Tagged: Interiors

Re-entry x

 

I made a discovery yesterday. In fact I made several. Firstly, I am genuinely getting old – the proof came in an unexpected moment when I found myself looking for and using a different attachment for the hoover.

Afterwards I needed a full fat caffeine filled coffee to recover: I’d taken it upon myself to have an autumn-clean; a cathartic move to put away the summer and embrace the coming cold. Part of this meant pulling everything out from under the bed and doing a proper job, because our bedroom has exposed floorboards and the brass bed sits on a vintage rug, provided as a welcome mat to any hungry moths in the neighbourhood. Discovery no.2: There is a Dust Monster, and this is where he lives, along with his neighbour, the Sock Monster.  (I believe these are the protectors of said moths)

But none of the negatives will stop my meshed love and appreciation of the aesthetic quality of a perfectly placed rug, whether in a bedroom or partnered with a sofa.

 

(All pics Pinterest)

 

There’s something about a rug that pulls a room together, anchors the furniture and solidifies all the opposing elements. I was reminded of this whilst watching the latest interior design competition (Interior Design Masters) on the BBC.  The joy of these programmes is considering what you’d do in their position. And often I find myself shouting ‘rug’, and sometimes other words, at the screen.  But the truth is, seeing where contestants go wrong is easy, particularly with the addition of retrospect.  The hardest thing is always to narrow the choices and come up with original ideas in the first place. And that’s without cameras and a time limit.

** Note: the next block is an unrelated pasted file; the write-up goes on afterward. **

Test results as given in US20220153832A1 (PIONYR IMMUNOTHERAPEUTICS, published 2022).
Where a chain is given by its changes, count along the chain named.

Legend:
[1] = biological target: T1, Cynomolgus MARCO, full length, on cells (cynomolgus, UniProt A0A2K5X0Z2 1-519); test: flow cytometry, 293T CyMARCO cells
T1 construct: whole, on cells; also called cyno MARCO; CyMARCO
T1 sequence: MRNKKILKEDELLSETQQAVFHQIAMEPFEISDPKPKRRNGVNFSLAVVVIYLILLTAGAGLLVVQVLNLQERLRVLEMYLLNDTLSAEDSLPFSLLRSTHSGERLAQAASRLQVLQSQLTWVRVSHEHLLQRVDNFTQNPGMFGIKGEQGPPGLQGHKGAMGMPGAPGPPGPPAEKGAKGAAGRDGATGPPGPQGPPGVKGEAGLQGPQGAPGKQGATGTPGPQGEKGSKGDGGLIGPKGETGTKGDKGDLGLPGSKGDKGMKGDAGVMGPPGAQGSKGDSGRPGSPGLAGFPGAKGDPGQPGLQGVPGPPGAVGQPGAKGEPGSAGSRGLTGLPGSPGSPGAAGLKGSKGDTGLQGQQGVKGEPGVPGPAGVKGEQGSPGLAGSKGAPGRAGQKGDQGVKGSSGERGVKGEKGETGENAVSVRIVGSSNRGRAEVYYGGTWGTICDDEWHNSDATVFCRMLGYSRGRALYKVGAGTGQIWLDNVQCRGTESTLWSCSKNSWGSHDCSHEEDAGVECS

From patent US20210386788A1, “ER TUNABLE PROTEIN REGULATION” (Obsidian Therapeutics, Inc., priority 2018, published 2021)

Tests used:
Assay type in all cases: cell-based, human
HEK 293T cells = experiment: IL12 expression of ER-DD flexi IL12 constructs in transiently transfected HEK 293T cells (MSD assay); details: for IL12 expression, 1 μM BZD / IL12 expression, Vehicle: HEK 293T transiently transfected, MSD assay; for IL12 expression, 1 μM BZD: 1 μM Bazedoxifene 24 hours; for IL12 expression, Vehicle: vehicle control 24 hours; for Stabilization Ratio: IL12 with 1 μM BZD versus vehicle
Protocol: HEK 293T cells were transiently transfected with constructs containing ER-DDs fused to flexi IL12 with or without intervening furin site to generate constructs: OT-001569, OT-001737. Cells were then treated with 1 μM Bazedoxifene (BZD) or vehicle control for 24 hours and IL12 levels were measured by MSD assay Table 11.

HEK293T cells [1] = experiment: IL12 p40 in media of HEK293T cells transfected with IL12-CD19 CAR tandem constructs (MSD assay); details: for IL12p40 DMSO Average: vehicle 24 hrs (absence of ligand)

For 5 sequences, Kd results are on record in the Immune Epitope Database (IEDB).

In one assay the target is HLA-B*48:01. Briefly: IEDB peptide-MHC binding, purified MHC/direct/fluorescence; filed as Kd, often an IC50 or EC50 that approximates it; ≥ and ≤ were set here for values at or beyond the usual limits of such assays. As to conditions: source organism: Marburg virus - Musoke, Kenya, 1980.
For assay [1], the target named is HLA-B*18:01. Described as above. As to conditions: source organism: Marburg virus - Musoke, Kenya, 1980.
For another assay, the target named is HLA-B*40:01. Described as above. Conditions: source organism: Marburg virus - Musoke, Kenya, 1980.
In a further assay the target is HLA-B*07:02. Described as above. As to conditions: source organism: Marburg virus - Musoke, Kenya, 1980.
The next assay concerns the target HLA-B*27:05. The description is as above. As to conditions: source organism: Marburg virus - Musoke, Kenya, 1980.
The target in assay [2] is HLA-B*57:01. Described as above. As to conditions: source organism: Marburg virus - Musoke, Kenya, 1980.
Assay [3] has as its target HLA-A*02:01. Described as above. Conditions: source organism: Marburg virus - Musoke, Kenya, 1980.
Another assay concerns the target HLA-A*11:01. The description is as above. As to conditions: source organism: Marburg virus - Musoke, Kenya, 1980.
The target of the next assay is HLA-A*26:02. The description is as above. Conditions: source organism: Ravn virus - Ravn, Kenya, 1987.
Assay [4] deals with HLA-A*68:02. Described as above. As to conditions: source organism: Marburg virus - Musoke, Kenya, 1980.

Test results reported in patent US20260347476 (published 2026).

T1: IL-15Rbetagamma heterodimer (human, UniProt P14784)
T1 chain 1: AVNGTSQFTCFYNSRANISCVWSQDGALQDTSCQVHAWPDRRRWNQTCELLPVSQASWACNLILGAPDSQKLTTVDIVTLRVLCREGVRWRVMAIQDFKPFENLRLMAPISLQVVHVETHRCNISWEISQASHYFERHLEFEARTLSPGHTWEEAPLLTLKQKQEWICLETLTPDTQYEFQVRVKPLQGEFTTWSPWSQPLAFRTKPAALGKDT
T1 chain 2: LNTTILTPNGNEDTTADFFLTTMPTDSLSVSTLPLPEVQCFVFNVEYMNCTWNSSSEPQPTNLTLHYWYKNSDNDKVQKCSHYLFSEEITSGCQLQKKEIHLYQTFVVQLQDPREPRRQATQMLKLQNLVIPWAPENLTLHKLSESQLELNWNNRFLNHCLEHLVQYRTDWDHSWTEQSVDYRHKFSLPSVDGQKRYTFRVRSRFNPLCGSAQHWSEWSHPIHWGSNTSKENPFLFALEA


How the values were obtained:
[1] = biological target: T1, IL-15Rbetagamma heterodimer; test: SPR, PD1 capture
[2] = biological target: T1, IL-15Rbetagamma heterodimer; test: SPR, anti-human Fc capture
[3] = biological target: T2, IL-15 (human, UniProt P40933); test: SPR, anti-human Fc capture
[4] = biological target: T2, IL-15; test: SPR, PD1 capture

Laters, Kate x

Smile Plastics!

Hats in the air to Waitrose starting a ‘bring your own containers’ trial to Oxford.  Plastic packaging for a range of products like pasta, cereals, rice, coffee, wine and frozen fruit will be removed and replaced with a refill your own station.  About bloody time one of the big supermarkets did this.  When they roll it out across all stores (fingers crossed) maybe they’ll use Smile Plastics in their design..

Smile Plastics is a material, design and manufacturing house making desirable hand crafted panels from waste material.  Their vision is to change people’s perceptions around waste via innovation – to use art and technology to unlock the hidden potential in recycling and open peoples eyes to the unexpected beauty of scrap.  In doing so they hope to inspire more people about sustainability and recycling.